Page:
(CRC) remains a serious source of morbidity
and mortality within the US, with an estimated 53,000 deaths in 2011. Previous studies have shown that adenoma prevalence
is higher in African-American patients as compared to whites, with greater risk for multiple, more proximal, advanced neoplasia and better mortality rates overall. These findings have influenced guidelines for screening colonoscopy; In 2010, the AGA recommended that African-American patients be screened at 45 vs. 50. As multicultural groups still grow and acculturate, how we view colorectal cancer
in each ethnic and racial group must change and grow also . Little research has been done on the characteristics of adenomas seen in Hispanic patients, one among the main ethnic groups served at Lutheran Health
Care, an outsized community hospital in Brooklyn, New York. Our study aimed to both establish trends in polyp presentation within this group, and to deal with new findings while affirming previous studies showing the necessity for further, race-specific data collection when establishing guidelines. Our goal was to also establish trends in polyp presentation and address whether or not Hispanic patients served in our urban hospital were at high or low risk for transformation to colorectal cancer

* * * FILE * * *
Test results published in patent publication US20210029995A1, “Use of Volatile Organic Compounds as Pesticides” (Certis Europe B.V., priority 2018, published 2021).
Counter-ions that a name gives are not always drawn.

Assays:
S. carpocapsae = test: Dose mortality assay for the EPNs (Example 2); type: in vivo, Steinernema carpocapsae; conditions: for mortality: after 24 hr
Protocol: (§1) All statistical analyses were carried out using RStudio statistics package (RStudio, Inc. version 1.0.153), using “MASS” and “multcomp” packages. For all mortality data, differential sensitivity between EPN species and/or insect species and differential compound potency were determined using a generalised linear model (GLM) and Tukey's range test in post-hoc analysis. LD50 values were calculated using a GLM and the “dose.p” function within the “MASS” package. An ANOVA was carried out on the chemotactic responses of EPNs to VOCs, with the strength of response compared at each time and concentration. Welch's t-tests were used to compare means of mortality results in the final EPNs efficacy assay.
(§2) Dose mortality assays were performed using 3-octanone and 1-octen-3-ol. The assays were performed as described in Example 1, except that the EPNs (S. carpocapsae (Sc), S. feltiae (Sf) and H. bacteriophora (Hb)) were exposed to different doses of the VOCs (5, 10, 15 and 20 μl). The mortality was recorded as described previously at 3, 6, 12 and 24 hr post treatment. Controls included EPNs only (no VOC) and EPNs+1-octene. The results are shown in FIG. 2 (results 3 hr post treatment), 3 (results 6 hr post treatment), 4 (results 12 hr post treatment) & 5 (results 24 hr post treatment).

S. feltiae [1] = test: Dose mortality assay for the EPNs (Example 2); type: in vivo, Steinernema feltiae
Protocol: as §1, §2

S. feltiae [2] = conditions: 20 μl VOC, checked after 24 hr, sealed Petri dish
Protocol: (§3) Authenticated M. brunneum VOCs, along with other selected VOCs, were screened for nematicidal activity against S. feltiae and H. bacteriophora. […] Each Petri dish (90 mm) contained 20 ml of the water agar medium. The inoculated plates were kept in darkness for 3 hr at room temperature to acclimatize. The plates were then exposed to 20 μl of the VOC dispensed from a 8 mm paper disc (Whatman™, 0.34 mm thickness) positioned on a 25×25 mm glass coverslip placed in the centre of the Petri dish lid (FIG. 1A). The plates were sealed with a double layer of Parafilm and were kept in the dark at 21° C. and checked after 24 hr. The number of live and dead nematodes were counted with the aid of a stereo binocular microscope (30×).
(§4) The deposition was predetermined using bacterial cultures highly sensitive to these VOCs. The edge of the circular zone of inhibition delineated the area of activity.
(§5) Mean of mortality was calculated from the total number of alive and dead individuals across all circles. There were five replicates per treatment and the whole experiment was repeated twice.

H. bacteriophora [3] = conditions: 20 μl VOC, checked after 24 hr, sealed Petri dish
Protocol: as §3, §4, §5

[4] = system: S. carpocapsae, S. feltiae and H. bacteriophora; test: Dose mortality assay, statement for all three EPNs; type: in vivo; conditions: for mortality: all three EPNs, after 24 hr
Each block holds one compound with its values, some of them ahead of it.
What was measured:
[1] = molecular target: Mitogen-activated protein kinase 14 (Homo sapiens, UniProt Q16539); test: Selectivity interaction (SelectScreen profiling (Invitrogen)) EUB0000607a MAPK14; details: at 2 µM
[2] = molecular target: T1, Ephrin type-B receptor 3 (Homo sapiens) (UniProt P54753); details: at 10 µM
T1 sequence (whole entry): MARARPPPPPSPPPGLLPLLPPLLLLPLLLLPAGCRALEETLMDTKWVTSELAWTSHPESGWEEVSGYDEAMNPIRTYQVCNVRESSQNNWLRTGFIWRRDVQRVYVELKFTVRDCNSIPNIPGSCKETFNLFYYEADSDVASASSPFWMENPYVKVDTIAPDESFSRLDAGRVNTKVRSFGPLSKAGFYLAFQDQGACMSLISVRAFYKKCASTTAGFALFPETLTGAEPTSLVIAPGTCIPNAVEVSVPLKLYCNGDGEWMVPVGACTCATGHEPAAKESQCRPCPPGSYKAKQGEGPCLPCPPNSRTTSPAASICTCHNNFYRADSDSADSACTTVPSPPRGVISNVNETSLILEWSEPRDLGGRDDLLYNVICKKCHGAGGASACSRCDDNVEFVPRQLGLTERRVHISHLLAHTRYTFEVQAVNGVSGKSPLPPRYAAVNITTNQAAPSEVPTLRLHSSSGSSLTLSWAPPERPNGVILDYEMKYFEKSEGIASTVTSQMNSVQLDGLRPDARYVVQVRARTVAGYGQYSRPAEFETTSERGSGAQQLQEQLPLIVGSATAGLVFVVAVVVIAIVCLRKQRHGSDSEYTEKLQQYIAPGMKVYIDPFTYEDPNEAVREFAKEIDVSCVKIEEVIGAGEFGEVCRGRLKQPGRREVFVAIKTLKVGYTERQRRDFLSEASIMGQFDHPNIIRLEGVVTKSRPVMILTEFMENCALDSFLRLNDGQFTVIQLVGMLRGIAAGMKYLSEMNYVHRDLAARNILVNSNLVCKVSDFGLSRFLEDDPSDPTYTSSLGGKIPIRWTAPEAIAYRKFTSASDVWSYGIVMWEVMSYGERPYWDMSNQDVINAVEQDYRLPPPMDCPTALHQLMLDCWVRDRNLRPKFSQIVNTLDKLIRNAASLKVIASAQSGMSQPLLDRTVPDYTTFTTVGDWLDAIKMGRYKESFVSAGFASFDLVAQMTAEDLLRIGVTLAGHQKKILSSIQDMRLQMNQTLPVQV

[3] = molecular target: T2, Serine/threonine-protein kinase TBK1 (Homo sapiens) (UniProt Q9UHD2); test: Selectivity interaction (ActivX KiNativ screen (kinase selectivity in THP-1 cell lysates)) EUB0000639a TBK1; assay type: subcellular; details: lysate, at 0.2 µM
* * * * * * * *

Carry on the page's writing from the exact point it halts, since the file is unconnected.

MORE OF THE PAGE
supported these trends.
Helicobacter pylori infection
and histologic gastritis in 58 asymptomatic Hispanic adult volunteers (mean age, 41 years; 59% male) by endoscopic biopsy
of the upper alimentary canal . Forty-six subjects (79%) were found to harbor H. pylori in gastric biopsies, and every one had histologic gastritis. Four other subjects were found to possess gastritis within the absence of H. pylori. Similar prevalences of H. pylori and gastritis were noted altogether age groups and also in American-born and immigrant Hispanics. Biopsy
data and serologic studies of H. pylori antibodies correlated well. We conclude that H. pylori infection
is an almost universal finding within the gastric mucosa of asymptomatic adult Hispanics, no matter age. The clinical significance of those findings is unknown, but we speculate that H. pylori and its associated gastritis could have a task within the high incidence of gastric carcinoma
in Hispanic populations.
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